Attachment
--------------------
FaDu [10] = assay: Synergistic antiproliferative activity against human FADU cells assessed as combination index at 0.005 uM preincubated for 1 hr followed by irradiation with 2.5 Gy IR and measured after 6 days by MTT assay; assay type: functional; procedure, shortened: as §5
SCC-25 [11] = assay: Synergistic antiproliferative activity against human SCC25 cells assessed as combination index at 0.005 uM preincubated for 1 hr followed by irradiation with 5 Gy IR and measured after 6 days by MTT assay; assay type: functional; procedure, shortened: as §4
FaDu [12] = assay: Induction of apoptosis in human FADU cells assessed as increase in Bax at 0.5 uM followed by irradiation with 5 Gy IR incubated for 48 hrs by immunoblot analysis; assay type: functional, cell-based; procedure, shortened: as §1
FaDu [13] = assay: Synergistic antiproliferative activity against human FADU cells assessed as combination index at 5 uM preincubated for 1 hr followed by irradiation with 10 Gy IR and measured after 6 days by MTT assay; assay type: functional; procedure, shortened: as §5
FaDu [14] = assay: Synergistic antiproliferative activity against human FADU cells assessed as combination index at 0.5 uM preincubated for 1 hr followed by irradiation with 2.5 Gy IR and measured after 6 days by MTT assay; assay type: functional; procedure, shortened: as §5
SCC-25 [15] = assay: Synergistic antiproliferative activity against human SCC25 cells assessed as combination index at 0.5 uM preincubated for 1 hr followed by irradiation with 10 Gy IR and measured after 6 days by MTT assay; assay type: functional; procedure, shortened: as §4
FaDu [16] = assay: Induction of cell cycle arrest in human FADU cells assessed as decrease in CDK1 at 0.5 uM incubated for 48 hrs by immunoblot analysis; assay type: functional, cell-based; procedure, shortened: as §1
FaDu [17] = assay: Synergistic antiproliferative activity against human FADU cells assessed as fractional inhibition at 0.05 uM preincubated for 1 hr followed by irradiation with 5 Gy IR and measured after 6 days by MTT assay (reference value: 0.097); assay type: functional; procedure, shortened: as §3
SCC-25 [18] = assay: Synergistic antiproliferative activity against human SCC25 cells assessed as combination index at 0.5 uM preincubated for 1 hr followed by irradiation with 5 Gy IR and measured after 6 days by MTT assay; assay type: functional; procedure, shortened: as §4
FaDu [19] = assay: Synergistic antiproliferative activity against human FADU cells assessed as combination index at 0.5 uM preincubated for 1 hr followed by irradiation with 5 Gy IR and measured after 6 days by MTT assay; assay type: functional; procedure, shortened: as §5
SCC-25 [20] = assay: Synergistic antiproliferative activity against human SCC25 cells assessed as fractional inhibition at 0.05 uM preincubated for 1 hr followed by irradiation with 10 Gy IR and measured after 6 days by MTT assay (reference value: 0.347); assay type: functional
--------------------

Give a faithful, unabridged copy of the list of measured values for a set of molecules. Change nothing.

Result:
FaDu [10] = assay: Synergistic antiproliferative activity against human FADU cells assessed as combination index at 0.005 uM preincubated for 1 hr followed by irradiation with 2.5 Gy IR and measured after 6 days by MTT assay; assay type: functional; procedure, shortened: as §5
SCC-25 [11] = assay: Synergistic antiproliferative activity against human SCC25 cells assessed as combination index at 0.005 uM preincubated for 1 hr followed by irradiation with 5 Gy IR and measured after 6 days by MTT assay; assay type: functional; procedure, shortened: as §4
FaDu [12] = assay: Induction of apoptosis in human FADU cells assessed as increase in Bax at 0.5 uM followed by irradiation with 5 Gy IR incubated for 48 hrs by immunoblot analysis; assay type: functional, cell-based; procedure, shortened: as §1
FaDu [13] = assay: Synergistic antiproliferative activity against human FADU cells assessed as combination index at 5 uM preincubated for 1 hr followed by irradiation with 10 Gy IR and measured after 6 days by MTT assay; assay type: functional; procedure, shortened: as §5
FaDu [14] = assay: Synergistic antiproliferative activity against human FADU cells assessed as combination index at 0.5 uM preincubated for 1 hr followed by irradiation with 2.5 Gy IR and measured after 6 days by MTT assay; assay type: functional; procedure, shortened: as §5
SCC-25 [15] = assay: Synergistic antiproliferative activity against human SCC25 cells assessed as combination index at 0.5 uM preincubated for 1 hr followed by irradiation with 10 Gy IR and measured after 6 days by MTT assay; assay type: functional; procedure, shortened: as §4
FaDu [16] = assay: Induction of cell cycle arrest in human FADU cells assessed as decrease in CDK1 at 0.5 uM incubated for 48 hrs by immunoblot analysis; assay type: functional, cell-based; procedure, shortened: as §1
FaDu [17] = assay: Synergistic antiproliferative activity against human FADU cells assessed as fractional inhibition at 0.05 uM preincubated for 1 hr followed by irradiation with 5 Gy IR and measured after 6 days by MTT assay (reference value: 0.097); assay type: functional; procedure, shortened: as §3
SCC-25 [18] = assay: Synergistic antiproliferative activity against human SCC25 cells assessed as combination index at 0.5 uM preincubated for 1 hr followed by irradiation with 5 Gy IR and measured after 6 days by MTT assay; assay type: functional; procedure, shortened: as §4
FaDu [19] = assay: Synergistic antiproliferative activity against human FADU cells assessed as combination index at 0.5 uM preincubated for 1 hr followed by irradiation with 5 Gy IR and measured after 6 days by MTT assay; assay type: functional; procedure, shortened: as §5
SCC-25 [20] = assay: Synergistic antiproliferative activity against human SCC25 cells assessed as fractional inhibition at 0.05 uM preincubated for 1 hr followed by irradiation with 10 Gy IR and measured after 6 days by MTT assay (reference value: 0.347); assay type: functional